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Publication numberUS8173486 B2
Publication typeGrant
Application numberUS 12/915,290
Publication dateMay 8, 2012
Filing dateOct 29, 2010
Priority dateJun 29, 2007
Also published asUS7824956, US8507315, US8809114, US20090001342, US20110042639, US20120217462, US20130320287
Publication number12915290, 915290, US 8173486 B2, US 8173486B2, US-B2-8173486, US8173486 B2, US8173486B2
InventorsApril D. Schricker, S. Brad Herner, Mark H. Clark
Original AssigneeSandisk 3D Llc
Export CitationBiBTeX, EndNote, RefMan
External Links: USPTO, USPTO Assignment, Espacenet
Memory cell that employs a selectively grown reversible resistance-switching element and methods of forming the same
US 8173486 B2
Abstract
In some aspects, a method of forming a memory cell is provided that includes (1) forming a steering element above a substrate; and (2) selectively forming a reversible resistance-switching element coupled to the steering element by: (a) forming a material layer on the substrate; (b) etching the material layer; and (c) oxidizing the etched material layer to form a reversible resistance-switching material. Numerous other aspects are provided.
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Claims(15)
1. A method of forming a memory cell, the method comprising:
forming a steering element above a substrate, wherein forming the steering element comprises forming a vertical polycrystalline diode;
selectively forming a reversible resistance-switching element coupled to the steering element by:
forming a material layer on the substrate;
etching the material layer; and
oxidizing the etched material layer to form a reversible resistance-switching material; and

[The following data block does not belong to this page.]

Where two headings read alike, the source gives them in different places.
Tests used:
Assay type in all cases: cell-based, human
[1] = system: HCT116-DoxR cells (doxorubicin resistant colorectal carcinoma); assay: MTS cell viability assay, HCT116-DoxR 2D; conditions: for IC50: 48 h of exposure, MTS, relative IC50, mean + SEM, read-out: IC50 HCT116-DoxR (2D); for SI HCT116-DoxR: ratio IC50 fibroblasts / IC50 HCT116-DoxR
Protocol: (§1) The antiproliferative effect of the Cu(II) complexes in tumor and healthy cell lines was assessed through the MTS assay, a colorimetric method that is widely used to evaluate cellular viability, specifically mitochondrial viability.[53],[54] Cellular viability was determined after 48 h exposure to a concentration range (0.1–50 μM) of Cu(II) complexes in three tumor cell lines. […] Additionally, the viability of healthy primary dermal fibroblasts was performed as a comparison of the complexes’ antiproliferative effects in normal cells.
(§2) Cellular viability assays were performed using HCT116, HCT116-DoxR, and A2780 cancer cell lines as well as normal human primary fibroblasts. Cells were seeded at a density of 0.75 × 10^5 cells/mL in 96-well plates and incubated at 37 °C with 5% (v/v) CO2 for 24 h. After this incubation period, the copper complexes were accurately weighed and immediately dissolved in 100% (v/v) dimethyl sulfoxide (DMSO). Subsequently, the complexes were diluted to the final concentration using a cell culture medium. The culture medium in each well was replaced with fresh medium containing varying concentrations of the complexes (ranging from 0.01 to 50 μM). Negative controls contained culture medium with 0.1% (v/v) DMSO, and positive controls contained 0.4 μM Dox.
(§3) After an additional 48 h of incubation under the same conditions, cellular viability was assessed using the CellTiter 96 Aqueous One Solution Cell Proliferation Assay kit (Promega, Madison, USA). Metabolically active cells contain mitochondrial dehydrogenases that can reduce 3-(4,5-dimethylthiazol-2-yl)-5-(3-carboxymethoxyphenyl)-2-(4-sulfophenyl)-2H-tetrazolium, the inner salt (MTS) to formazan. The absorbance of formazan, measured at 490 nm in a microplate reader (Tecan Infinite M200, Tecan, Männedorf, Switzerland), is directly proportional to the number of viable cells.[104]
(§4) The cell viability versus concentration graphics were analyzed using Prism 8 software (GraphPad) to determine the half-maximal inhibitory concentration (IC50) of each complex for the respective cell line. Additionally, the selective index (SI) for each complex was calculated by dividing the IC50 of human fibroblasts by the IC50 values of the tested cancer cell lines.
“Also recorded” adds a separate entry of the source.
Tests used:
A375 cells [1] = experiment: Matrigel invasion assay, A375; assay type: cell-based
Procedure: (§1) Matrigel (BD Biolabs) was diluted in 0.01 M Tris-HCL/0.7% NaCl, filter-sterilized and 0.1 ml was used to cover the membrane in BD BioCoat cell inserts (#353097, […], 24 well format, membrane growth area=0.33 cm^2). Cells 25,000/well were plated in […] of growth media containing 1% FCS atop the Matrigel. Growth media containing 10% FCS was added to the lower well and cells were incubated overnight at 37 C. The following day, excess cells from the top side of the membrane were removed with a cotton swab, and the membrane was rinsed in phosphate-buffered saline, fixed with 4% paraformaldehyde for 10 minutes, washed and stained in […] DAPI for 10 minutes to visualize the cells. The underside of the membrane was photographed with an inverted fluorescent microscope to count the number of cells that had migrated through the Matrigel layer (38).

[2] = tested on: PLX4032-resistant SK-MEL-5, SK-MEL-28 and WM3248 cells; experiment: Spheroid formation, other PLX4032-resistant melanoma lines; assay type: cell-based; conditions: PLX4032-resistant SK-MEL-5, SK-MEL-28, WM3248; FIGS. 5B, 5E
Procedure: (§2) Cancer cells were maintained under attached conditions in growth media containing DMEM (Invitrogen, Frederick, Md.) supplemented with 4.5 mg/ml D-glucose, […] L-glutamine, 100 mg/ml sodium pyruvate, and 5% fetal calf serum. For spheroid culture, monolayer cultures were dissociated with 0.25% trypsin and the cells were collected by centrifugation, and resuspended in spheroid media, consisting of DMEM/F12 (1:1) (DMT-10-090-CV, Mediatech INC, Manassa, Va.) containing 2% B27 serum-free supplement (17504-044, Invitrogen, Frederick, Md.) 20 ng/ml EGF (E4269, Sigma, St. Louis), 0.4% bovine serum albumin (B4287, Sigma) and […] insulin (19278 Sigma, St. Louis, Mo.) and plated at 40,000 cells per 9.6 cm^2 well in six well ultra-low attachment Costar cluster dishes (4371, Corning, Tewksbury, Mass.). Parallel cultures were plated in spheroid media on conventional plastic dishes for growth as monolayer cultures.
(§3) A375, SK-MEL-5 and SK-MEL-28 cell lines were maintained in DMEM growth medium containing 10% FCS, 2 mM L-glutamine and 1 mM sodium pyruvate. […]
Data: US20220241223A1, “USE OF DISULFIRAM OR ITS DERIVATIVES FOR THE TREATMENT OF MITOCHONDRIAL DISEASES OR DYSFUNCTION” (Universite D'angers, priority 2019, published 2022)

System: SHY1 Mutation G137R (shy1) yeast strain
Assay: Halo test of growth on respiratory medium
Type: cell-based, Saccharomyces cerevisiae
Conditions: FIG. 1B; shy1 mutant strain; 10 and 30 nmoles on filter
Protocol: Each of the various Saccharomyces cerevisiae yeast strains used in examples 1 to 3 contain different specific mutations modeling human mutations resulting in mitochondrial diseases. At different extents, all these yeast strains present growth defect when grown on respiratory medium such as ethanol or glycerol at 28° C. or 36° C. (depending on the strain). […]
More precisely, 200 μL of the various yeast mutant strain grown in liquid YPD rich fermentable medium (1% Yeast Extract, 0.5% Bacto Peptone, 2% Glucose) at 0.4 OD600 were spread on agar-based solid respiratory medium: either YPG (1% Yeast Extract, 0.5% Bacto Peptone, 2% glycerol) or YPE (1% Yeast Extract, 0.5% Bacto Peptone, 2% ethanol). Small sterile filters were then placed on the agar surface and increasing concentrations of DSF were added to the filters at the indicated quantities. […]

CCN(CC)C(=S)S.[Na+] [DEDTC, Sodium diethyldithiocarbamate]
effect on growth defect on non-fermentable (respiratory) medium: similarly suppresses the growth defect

forming a silicide, silicide-germanide or germanide region in contact with polycrystalline material of the vertical polycrystalline diode so that the polycrystalline material is in a low-resistivity state.
2. The method of claim 1, wherein the material layer comprises one or more of Ta, TaN, Nb, NbN, Al, AlN, Hf, HfN, V, and VN.
3. The method of claim 1, wherein the reversible resistance-switching material comprises one or more of Ta2O5, Nb2O5, Al2O3, HfO2, and V2O5.
4. The method of claim 1, wherein forming the steering element comprises forming a p-n diode or a p-i-n diode.
5. The method of claim 1, wherein selectively forming the reversible resistance-switching element comprises forming a reversible resistance-switching element having an oxide thickness of about 500 angstroms or less.
6. The method of claim 1, wherein selectively forming the reversible resistance-switching element comprises forming a reversible resistance-switching element having an oxide thickness of about 300 angstroms or less.
7. The method of claim 1, further comprising coupling the steering element and reversible resistance-switching element in series.
8. A memory cell formed according to the method of claim 1.
9. A method of forming a memory cell, the method comprising:
forming a first conductor above a substrate;
selectively forming a reversible resistance-switching element above the first conductor by:
forming a material layer on the substrate;
etching the material layer; and
oxidizing the etched material layer to form a reversible resistance-switching material;
forming a diode above the first conductor, wherein forming the diode comprises forming a vertical polycrystalline diode;
forming a second conductor above the diode and the reversible resistance-switching element; and
forming a silicide, silicide-germanide or germanide region in contact with polycrystalline material of the vertical polycrystalline diode so that the polycrystalline material is in a low-resistivity state.
10. The method of claim 9, wherein the material layer comprises one or more of Ta, TaN, Nb, NbN, Al, AlN, Hf, HfN, V, and VN.
11. The method of claim 9, wherein the reversible resistance-switching material comprises one or more of Ta2O5, Nb2O5, Al2O3, HfO2, and V2O5.
12. The method of claim 9, wherein selectively forming the reversible resistance-switching element comprises forming a reversible resistance-switching element having an oxide thickness of about 500 angstroms or less.
13. The method of claim 9, wherein selectively forming the reversible resistance-switching element comprises forming a reversible resistance-switching element having an oxide thickness of about 300 angstroms or less.